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Rashid Khan - The wily legspinner from Afghanistan needs to maximize his potential

Rashid Khan, the wily leg-spinner from Afghanistan is a prime example of this system. Rashid is well aware that his national team still has a long way to go before they can start competing with the top sides in ICC tournaments such as the World Cup or the Champions Trophy (50 Over format). In fact, the onus is on Rashid to extend his career and show the same level of consistency with the hope that others around him also achieve the same. Now, it may or may not pan out, but in the interim, as a professional cricketer, why pass out on an opportunity to make big bucks?


Other professionals in any other industry would loathe to miss out on such opportunities. The IPL is currently the most lucrative career option and the statements by Mr. Mills reeks of “grapes gone sour”. The ECB have been wary of making any such statements, even though established internationals such as Joe Root and Eoin Morgan went unsold. The fact that only seven New Zealanders were considered good enough to be picked up by franchises, shows how cricket has evolved. And frankly, there are differences in conditions as well.

Indian Premier League Auction 2010
Kings XI Owner - Preity Zinta continue was one of the most active persons in the auction

Mooted Draft System

Yes, a mooted draft system on the lines of NBA, may be a welcome move but frankly it’s just a renaming of the system. The fact that the best players will be offered to the best teams will ensure continuity for the better teams. However, in an auction system, it shows the drive of the respective franchises to go toe-to-toe with the best teams and offers every franchise an equal opportunity to compete for the best players.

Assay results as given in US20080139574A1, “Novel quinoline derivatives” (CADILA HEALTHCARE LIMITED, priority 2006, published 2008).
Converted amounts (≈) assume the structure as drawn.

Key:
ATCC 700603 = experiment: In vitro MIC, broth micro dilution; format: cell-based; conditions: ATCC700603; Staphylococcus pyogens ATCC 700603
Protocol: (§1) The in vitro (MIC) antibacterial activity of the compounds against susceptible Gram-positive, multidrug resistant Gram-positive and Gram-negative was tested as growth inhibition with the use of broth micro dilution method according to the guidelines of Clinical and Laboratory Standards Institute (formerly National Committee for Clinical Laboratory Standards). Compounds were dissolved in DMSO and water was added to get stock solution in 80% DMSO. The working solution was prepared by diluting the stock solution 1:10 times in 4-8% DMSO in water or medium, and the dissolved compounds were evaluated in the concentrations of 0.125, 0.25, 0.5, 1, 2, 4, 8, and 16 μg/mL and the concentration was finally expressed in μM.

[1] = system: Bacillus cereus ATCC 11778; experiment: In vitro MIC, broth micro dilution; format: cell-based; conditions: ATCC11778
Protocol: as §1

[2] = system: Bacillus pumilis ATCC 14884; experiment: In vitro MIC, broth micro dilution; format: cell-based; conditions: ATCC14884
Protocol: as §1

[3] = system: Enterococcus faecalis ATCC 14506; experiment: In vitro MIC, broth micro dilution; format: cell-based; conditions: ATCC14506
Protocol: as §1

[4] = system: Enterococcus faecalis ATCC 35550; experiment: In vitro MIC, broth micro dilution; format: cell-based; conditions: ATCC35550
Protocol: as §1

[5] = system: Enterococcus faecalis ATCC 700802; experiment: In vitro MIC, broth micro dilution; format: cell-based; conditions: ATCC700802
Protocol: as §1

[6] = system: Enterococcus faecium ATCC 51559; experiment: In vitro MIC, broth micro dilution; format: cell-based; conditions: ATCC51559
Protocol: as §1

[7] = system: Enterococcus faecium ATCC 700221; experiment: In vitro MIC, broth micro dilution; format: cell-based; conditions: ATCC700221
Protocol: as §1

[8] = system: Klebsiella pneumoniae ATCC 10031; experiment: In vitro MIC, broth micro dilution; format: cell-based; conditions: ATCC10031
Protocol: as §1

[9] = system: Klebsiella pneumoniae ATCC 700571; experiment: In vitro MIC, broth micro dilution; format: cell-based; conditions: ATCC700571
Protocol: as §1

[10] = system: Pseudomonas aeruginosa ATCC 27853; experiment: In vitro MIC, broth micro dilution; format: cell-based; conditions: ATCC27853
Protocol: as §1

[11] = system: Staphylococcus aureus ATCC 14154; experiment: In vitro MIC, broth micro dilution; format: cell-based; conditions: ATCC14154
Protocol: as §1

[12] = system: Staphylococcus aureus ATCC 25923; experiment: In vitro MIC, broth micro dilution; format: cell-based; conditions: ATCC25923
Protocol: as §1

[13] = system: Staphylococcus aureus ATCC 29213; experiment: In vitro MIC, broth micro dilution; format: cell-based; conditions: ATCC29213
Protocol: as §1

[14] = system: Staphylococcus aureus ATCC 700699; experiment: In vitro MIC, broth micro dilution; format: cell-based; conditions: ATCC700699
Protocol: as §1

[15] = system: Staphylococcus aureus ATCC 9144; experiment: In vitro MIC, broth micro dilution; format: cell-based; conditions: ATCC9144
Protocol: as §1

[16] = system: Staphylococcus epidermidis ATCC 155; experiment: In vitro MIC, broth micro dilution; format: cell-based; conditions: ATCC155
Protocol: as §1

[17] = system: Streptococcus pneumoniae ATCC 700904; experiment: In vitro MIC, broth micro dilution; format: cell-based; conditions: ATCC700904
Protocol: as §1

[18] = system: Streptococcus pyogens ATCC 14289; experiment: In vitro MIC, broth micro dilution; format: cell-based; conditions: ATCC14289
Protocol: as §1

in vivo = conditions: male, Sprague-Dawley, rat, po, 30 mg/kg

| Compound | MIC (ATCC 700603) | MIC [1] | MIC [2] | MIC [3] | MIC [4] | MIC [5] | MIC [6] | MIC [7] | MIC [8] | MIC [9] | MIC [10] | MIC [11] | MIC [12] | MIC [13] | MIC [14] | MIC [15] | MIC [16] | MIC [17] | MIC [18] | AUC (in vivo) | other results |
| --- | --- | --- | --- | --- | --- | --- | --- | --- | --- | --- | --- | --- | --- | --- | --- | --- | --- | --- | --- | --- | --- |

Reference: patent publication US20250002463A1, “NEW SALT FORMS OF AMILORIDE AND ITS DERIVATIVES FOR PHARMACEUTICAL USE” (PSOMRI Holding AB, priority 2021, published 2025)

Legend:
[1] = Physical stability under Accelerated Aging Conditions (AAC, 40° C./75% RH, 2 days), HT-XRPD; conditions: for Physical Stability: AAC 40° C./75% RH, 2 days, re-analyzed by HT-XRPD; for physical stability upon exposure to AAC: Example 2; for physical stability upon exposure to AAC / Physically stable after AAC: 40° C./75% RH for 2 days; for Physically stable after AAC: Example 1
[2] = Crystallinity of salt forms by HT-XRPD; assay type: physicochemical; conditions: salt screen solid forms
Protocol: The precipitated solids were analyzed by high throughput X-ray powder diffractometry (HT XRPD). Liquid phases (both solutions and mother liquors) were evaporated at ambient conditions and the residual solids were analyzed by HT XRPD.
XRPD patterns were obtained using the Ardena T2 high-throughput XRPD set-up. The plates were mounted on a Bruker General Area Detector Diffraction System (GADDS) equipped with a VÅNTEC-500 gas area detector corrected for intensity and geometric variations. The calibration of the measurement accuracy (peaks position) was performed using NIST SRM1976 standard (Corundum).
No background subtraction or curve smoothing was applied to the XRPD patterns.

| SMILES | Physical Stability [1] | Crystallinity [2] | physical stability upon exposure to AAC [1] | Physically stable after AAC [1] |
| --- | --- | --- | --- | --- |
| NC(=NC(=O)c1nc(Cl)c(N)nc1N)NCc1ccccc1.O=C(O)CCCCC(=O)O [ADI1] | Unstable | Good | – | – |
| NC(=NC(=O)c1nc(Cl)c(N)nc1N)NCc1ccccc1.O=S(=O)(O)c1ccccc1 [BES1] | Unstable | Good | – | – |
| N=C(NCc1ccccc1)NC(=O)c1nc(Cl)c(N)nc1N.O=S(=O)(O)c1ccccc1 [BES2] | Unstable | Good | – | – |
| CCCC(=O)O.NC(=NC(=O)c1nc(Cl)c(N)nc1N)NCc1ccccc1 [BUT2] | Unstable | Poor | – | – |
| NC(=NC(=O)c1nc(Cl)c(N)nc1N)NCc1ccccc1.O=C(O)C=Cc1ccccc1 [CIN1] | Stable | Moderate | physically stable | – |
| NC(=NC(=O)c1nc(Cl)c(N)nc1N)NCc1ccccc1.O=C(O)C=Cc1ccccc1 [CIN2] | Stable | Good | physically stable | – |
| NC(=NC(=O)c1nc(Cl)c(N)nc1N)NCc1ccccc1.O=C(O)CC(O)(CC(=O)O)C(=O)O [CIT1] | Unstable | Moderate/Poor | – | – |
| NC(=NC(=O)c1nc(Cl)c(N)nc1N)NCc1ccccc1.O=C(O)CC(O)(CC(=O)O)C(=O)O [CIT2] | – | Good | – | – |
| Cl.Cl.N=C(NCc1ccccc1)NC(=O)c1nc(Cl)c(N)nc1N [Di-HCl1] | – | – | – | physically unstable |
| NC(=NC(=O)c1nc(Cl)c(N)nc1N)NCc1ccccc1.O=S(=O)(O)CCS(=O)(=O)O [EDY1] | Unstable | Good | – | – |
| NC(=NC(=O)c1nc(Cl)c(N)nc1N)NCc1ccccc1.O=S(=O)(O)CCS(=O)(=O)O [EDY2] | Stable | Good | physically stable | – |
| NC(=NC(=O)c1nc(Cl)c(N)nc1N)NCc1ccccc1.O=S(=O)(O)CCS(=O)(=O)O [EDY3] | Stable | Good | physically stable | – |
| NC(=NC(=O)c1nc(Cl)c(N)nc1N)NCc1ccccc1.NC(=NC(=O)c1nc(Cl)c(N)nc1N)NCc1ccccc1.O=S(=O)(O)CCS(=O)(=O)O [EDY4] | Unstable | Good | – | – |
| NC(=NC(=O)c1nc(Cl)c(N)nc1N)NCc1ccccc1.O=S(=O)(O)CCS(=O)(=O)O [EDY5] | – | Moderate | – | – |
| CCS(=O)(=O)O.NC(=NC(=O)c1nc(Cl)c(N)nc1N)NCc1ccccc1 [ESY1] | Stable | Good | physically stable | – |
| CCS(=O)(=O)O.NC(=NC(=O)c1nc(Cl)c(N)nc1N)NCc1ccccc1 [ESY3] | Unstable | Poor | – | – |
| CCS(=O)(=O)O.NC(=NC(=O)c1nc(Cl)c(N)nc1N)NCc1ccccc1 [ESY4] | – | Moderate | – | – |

Mr Mills also hinted at the players' lack of control over their own destiny. Well, most franchises are willing to pay through the nose if the player they are looking for fits their plans. No budding player, even those playing in the NBA, when they are playing for their colleges are aware of where they will end up.

The current system does have its problems as it doesn’t let a team build stability or execute plans with a fixed goal in mind. There has also been the accusation of developing players either being overused or underused, which might cause injuries or stall one’s career. In the end, it is the players who have the option to choose whether they want to be a part of the IPL or not or for that matter franchise cricket as a whole.

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Chris Lynn one of the specialists in T-20 format, who loves hitting sixes

Specialists are now the norm when it comes to franchise cricket. Ultimately, as professionals looking to make a living out of what they are doing, they need to enjoy it while at the same time ensure that there is a financial stability in their lives which will allow them to express themselves with more freedom.

Published 08 Feb 2018, 14:56 IST